Dried & Soft: Laureline Galliot
Laureline Galliot presents her distinctive designs, created using new technological tools such as the iPad, at Balsan as part of Paris Design Week 2018
What happens when an iPad becomes the primary tool of the design process? The surprisingly shaped and brightly colored works of Laureline Galliot, a Paris based designer and digital artist, provide one answer to this question.
Thick lines of color with slight shakes in their trajectory reveal her technique of “painting” on an iPad, bringing the hand a machine together to create a ditinctive and contemporary design style. Galliot explores the new possibilities that are opened by harnessing digital tools such as the aforementioned iPad as well as techniques such as 3D animation and 3D printing. In doing so, she questions the methods of industrial design practice and offers a fun and bold reimagining of what design in the 21st century can be.
As part of Paris Design Week, the textile company Balsan invited Galliot to produce a new range of pieces. The resulting exhibition, Dried and Soft, shows Galliot’s exploration into archetypal plant patterns and reflection on the colors of autumn.
TLmag speaks to Laureline Galliot about her practice and Dried and Soft:
TLmag: Your works mix digital and traditional making techniques, how do you approach these objects that sit between hand-crafted and digital production?
Laureline Galliot: Traditional hand painted tableware and also industrial products are generally made in precise order, first, the object is sculpted or molded, then it is painted or printed.
I reject this practice which leaves color to the final stages of the design process, I seek to work with color as a medium. I think the gesture of decorating the object can be the same gesture that sculpts the shape itself.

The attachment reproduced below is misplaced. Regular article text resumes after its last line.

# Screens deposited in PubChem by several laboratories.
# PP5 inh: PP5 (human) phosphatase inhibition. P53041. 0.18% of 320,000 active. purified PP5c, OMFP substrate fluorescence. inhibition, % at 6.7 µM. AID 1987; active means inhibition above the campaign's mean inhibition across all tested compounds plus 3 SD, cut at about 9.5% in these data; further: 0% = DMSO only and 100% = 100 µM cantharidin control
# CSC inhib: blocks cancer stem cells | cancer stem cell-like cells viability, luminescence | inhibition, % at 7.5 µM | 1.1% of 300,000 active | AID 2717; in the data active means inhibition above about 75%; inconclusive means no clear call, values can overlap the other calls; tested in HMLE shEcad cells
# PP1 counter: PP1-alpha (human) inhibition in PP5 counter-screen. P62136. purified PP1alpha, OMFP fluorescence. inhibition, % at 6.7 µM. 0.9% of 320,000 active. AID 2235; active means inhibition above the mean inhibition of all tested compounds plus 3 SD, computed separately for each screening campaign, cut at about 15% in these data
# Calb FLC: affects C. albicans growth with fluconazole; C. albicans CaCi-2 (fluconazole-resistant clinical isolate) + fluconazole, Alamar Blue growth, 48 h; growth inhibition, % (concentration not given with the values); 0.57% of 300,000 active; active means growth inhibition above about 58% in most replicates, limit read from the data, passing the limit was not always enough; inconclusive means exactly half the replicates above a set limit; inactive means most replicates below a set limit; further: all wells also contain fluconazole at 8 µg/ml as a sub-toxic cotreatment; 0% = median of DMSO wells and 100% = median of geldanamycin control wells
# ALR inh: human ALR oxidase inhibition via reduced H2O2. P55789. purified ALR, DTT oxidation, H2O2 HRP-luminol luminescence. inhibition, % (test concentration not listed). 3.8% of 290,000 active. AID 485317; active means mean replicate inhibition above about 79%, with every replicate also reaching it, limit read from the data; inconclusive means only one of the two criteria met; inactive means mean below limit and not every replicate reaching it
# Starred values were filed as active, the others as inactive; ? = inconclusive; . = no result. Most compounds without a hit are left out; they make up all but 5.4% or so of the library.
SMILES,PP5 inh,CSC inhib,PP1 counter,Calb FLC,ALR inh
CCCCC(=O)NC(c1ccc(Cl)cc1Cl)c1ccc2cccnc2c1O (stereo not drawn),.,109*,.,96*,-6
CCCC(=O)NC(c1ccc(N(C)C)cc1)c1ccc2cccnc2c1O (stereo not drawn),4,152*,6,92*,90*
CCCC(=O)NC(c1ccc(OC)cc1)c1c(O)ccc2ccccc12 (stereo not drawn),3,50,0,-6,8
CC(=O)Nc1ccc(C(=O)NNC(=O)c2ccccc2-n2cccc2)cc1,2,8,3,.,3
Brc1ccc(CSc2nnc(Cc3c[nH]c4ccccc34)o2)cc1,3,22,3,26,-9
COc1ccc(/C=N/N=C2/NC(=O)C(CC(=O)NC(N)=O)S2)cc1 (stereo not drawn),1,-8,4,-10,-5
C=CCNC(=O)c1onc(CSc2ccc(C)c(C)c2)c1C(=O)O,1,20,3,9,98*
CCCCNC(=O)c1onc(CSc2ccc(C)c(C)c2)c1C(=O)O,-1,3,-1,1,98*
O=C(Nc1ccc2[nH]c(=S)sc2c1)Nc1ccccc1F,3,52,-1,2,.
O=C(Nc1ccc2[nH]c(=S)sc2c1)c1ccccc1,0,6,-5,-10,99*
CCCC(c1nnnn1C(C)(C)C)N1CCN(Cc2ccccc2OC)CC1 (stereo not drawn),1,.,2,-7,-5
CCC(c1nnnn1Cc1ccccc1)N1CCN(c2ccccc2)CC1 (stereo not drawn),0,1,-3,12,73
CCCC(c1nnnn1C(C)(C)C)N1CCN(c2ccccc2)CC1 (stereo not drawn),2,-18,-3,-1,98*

Therefore, my works reflect my exploration in merging color with structure, integrating it into the design instead of layering it over the top at the end. This is possible thanks to a combination of virtual modeling and full color 3D printers which can give birth to a new kind of digitally hand-painted ceramics, for instance.
You have traveled extensively pursuing your design practice, have you found the design cultures of different countries very different from each other?
I have traveled from France to London, Japan, Taïwan, Peru, Bolivia, Pennsylvania, California, Italy, Danemark, Spain, Portugal, Switzerland, Austria, Netherlands, Belgium, Germany.
Hopefully, there are many differences to discover in many aspects of these places, not only design! But surprisingly what I look for is not only differences but also common points to see how bridges can be built between cultures to make new things, to write new chapters. Crossing cultures is both noticing the differences and the similarities.
What will visitors discover at Dried & Soft?
This exhibition is a collaboration with Balsan, a French company that specializes in printed floor coverings. For this special show, we worked together on a new series of printed patterns: ONIYO, PULUMO and FOYUDORO. These patterns will stand as a background for a complete set display featuring the colorful 3D printed series of tableware I designed. Altogether, it shapes an installation where 2D patterns merge with 3D objects as I consider any surfaces as a canvas to be painted.
Can you explain the name of the exhibition?
Dried for dried leaves, Soft for tufty floor coverings.
At first, I wanted to challenge myself to deal with a very common topic within pattern design history: designing plant patterns to be printed. As I work from living models, I went out to find real plants. But in daily life, as a citizen living in a big city, the first plants we meet are dried leaves on the ground, arranged in an elegant chaos thanks to the wind from car traffic. We meet vegetables in plastic bags in supermarkets. We meet dried unidentified leaves gathered into nets to be thrown away by city hall employees. But finding a real tree is quite rare. I wanted to make poetry out of this.
Dried and Soft will be on display until September 15 at Balsan Paris